The Federal Communications Commission has they voted to restore net neutrality protections that were rolled back during the Trump administration. As expected, the vote crossed party lines, with the three Democratic commissioners in favor and the two Republicans on the panel voting against the measure.

With net neutrality rules in place, broadband service is considered an essential communications resource under Title II of the Communications Act of 1934. This allows the FCC to regulate broadband Internet in a manner similar to water, power, and telephone services. This includes giving the agency oversight of broadband outages and security. Brendan Carr, one of the Republican commissioners, called the measure an “illegal power grab.”

Under net neutrality rules, ISPs must treat broadband usage the same. Users must be granted access to all content, websites and applications at the same speeds and conditions. ISPs can’t block or prioritize certain content — they’re not allowed to restrict access to specific sites or charge streaming services for faster service.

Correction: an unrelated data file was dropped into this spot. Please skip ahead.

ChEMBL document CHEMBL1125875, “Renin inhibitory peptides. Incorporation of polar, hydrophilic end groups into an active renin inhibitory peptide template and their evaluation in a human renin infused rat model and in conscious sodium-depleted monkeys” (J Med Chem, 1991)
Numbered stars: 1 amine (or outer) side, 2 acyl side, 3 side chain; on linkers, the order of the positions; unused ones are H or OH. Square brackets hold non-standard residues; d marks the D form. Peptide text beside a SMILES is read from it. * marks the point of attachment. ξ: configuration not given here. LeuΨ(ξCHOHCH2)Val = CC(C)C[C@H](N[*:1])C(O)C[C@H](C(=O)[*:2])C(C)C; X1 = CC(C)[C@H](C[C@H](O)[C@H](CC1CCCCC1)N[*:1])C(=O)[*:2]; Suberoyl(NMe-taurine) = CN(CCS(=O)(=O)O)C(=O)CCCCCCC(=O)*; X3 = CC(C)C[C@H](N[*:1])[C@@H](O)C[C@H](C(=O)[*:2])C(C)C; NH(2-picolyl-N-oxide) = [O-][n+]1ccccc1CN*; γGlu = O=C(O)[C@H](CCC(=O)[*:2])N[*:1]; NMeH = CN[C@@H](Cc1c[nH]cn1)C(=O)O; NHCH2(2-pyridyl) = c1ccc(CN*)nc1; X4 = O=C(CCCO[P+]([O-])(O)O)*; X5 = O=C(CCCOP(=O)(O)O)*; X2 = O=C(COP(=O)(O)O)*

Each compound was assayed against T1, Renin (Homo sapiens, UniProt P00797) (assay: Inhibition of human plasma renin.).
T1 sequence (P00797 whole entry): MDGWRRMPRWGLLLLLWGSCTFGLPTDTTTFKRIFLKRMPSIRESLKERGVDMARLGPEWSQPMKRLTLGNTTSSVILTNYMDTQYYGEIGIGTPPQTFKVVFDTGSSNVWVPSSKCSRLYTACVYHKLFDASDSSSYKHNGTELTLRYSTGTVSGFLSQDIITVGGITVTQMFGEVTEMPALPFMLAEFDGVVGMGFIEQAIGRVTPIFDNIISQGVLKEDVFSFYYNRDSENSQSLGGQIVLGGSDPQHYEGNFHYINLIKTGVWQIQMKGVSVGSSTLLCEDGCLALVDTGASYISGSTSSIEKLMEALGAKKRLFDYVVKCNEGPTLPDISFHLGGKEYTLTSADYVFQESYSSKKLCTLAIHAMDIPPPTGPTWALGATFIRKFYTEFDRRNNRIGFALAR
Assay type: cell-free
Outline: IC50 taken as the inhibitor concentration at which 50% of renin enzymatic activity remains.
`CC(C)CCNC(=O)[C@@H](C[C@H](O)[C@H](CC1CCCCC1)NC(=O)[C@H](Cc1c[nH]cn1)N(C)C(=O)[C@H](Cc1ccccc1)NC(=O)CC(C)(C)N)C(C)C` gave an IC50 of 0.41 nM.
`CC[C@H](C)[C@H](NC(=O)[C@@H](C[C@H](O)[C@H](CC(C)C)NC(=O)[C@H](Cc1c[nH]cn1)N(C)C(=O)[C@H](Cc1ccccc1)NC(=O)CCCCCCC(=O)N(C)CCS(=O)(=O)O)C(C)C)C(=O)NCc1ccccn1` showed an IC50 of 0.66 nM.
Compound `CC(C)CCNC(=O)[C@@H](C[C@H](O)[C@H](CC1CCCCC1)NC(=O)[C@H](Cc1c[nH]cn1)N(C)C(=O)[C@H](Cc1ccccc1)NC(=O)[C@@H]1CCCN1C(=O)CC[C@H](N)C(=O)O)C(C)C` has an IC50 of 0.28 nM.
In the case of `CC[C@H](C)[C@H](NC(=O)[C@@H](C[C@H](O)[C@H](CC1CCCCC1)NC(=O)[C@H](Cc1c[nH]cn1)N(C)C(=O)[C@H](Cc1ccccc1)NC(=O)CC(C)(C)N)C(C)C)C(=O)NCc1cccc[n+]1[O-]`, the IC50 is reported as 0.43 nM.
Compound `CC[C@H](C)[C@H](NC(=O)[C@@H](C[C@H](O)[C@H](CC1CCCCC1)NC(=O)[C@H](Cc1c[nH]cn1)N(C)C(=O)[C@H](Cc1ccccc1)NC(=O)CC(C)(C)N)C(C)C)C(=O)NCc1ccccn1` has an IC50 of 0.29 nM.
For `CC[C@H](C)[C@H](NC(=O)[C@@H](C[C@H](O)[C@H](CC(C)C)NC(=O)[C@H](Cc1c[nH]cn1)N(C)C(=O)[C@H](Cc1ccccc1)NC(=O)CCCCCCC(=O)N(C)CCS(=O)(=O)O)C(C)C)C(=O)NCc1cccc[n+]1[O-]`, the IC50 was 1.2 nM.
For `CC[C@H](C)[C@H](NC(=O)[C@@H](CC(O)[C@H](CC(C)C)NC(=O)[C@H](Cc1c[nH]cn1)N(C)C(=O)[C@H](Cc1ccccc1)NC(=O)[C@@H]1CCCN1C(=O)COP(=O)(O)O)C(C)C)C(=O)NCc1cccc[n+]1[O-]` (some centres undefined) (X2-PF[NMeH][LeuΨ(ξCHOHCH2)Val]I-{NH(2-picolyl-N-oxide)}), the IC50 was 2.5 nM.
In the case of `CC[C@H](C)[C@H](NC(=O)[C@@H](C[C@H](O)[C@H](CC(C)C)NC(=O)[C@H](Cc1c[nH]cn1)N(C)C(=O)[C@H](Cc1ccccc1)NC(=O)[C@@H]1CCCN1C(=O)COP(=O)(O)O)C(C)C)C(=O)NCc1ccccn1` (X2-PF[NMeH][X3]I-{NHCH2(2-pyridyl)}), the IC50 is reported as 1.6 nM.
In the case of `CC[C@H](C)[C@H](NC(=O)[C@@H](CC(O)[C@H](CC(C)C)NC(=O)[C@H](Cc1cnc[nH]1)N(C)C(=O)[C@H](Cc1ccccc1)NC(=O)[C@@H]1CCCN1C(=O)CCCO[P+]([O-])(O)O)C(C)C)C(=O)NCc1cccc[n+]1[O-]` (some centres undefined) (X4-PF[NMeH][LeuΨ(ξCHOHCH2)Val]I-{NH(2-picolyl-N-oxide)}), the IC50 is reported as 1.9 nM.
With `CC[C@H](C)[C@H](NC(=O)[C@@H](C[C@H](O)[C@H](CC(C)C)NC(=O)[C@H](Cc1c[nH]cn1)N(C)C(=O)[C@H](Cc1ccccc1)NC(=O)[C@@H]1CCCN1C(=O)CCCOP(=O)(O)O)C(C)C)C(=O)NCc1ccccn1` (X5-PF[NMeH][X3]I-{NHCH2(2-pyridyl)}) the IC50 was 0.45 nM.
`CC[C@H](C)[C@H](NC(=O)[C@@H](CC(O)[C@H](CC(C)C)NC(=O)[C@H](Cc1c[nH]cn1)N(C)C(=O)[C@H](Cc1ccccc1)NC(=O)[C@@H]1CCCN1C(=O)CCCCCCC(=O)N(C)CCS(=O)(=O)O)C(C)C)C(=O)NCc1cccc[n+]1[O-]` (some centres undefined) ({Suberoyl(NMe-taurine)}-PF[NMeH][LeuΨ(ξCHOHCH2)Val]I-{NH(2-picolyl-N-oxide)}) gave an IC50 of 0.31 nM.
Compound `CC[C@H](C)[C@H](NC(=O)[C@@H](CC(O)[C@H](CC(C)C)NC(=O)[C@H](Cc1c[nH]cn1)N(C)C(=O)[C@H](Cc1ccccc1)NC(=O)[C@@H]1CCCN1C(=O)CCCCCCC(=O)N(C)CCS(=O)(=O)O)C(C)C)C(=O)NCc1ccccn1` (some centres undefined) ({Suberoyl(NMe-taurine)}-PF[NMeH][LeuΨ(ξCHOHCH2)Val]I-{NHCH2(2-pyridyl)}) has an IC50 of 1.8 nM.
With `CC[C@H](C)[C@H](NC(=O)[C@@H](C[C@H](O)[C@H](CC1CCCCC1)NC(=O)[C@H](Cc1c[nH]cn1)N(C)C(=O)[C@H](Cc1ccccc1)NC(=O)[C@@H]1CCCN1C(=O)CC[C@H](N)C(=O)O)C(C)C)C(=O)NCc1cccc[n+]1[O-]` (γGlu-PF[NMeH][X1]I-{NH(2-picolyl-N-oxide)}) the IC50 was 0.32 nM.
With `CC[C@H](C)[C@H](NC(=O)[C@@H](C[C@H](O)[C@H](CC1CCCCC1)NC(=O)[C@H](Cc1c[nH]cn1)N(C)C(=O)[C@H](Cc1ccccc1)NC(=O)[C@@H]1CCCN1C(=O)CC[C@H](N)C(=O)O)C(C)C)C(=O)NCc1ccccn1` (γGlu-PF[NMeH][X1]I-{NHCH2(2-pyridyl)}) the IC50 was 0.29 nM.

The FCC enacted net neutrality protections in 2015 during the Obama administration. But they were scrapped when President Donald Trump was in office. Back in 2021, President Joe Biden signed an executive order to roll back the Obama-era rules, but the FCC was unable to do so for quite some time. The commission was deadlocked with two Democratic votes and two Republican votes until Ana Gomez was sworn in as the panel’s third Democratic commissioner last September. The FCC then moved relatively quickly (at least in terms of the FCC’s pace) to restore net neutrality protections.

The issue may not be fully resolved. There may still be legal challenges from the telecommunications industry. The FCC’s vote in favor of net neutrality, however, is a victory for advocates of an open and fair internet.